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Proof that the Supreme Court got it wrong in Shelby

George E. Curry | 4/23/2015, 10 a.m.
When the Supreme Court gutted a key provision of the 1965 Voting Rights Act nearly two years ago in Shelby ...
United States Supreme Court building in Washington, D.C. (Photo: Kelly Marshall Smoot/CNN)

— When the Supreme Court gutted a key provision of the 1965 Voting Rights Act nearly two years ago in Shelby County v. Holder, many of us suspected that Chief Justice John Roberts in particular was distorting the severity of voting violations in jurisdictions covered by the act. As a popular GEICO commercial says, now we know.

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George E. Curry

We now know because of extensive research conducted by William R. Kenan, Jr., a professor at the California Institute of Technology, titled, “Do the Facts of Voting Rights Support Chief Justice Roberts’ Opinion in Shelby County?”

By a vote of 5-4, the Supreme Court struck down as unconstitutional Section 4 of the law that requires certain jurisdictions with a proven history of racial discrimination to pre-clear any changes in their elections – such as redistricting, annexations and switching to at-large elections – with either the Justice Department or the federal District Court in Washington, D.C.

Despite renewals of the Voting Rights Act by Congress in 1970, 1975, 1982 and a 25-year extension in 2006, Roberts contended that the preclearance provision was no longer needed.

Writing for the majority, Roberts said, “…. But history did not end in 1965. By the time the Act was reauthorized in 2006, there had been 40 more years of it. In assessing the ‘current need’ for a preclearance system that treats States differently from one another today, that history cannot be ignored. During that time, largely because of the Voting Rights Act, voting tests were abolished, disparities in voter registration and turnout due to race were erased, and African-Americans attained political office in record numbers. And yet the coverage formula that Congress reauthorized in 2006 ignores these developments, keeping the focus on decades-old data relevant to decades-old problems, rather than current data reflecting current needs.”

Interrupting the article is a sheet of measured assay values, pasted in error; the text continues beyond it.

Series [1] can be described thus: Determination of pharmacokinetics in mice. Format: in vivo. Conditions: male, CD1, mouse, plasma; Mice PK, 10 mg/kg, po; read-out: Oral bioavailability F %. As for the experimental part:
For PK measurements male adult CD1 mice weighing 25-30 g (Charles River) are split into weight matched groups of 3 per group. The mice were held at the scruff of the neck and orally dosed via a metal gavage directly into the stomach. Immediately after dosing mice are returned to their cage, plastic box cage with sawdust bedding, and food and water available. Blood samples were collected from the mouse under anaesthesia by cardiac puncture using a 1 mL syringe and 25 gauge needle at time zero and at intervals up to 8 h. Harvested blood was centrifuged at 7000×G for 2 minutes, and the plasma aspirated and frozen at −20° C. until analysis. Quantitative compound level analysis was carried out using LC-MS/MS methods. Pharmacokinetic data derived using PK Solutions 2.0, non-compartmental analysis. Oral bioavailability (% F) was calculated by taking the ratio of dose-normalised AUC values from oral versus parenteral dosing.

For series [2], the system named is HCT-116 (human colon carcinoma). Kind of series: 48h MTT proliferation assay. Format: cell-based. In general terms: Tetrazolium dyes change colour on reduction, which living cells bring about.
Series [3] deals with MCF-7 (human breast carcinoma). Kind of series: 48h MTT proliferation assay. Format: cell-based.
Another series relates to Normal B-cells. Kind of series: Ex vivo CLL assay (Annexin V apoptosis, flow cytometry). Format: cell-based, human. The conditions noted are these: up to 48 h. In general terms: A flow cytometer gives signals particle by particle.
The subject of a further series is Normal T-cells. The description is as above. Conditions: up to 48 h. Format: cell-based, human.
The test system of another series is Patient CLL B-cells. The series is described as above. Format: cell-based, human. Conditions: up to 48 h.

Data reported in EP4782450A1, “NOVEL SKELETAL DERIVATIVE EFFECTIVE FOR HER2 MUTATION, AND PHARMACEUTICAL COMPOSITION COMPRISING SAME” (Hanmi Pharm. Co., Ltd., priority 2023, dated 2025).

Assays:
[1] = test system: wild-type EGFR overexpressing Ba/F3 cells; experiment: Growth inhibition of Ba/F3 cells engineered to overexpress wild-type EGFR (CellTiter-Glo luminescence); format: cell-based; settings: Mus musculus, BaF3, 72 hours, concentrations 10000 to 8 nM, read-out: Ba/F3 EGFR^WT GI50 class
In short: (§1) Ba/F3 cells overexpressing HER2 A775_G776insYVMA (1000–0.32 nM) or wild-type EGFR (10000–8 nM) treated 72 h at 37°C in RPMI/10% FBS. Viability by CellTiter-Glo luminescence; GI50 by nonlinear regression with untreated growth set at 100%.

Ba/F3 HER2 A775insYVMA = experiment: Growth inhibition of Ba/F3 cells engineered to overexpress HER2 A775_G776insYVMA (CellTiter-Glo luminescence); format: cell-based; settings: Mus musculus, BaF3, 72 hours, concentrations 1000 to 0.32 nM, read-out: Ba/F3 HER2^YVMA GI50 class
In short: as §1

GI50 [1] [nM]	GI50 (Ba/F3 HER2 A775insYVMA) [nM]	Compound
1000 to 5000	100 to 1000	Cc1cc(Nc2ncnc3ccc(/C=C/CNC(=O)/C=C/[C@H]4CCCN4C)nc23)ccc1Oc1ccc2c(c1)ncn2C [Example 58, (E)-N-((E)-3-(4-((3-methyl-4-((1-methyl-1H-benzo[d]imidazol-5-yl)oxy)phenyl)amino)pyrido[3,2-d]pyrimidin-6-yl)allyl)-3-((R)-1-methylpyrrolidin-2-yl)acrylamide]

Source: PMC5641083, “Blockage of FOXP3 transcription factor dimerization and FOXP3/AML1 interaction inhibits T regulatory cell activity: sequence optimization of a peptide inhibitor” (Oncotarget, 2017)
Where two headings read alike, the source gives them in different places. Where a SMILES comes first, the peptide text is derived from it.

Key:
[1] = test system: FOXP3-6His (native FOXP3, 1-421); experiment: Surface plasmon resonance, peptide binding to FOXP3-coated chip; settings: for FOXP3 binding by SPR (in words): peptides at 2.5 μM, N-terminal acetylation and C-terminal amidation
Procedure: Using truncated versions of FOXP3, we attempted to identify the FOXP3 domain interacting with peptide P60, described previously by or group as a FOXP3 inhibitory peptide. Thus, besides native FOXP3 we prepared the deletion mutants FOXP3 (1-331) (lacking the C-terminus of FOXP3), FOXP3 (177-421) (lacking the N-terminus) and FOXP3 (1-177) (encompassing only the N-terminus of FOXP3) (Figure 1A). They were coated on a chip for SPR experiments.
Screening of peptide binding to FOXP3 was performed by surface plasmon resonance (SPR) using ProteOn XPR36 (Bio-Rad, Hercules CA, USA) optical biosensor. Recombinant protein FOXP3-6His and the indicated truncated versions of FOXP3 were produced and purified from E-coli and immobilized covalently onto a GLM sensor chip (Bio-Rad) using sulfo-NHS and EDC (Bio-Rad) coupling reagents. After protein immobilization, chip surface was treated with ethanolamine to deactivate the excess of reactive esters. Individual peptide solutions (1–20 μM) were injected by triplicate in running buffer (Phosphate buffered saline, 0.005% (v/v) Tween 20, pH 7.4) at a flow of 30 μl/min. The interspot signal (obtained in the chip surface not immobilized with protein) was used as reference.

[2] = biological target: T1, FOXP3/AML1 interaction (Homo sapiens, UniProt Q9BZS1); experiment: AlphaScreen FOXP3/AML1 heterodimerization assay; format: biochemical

However, as Kenan points out in his research, “Neither the Chief Justice nor any scholars or civil rights proponents or opponents have systematically examined the evidence on the entire pattern of proven voting rights violations over time and space.”

Kenan examined the issue by compiling what he called the largest such database in existence, including numerous maps to make his point.

“Congress in 2006 was not presented with maps or other documents that laid out the pattern of proven voting rights infractions so starkly, but it received plentiful evidence in the form of lists and discussions of cases that showed that the problems were still overwhelmingly concentrated in the South and that discrimination continued to be widespread,” he wrote.

“And the map would have shown that the number of voting rights infractions had increased, not decreased, compared to the earlier period.”

Kenan explained, “An objective observer in 2006 comparing the number and location of all successful voting rights events in the period since the last renewal in 1982 with the events of the years from 1957 to 1981 would conclude that Section 5 needed to be renewed, and that the coverage scheme still fit the problem remarkably well, hitting the target about 94% of the time. Even among Section 2 cases, which could be filed anywhere in the country, 83.2% of the successful cases from 1982 through 2005 originated in covered jurisdictions.”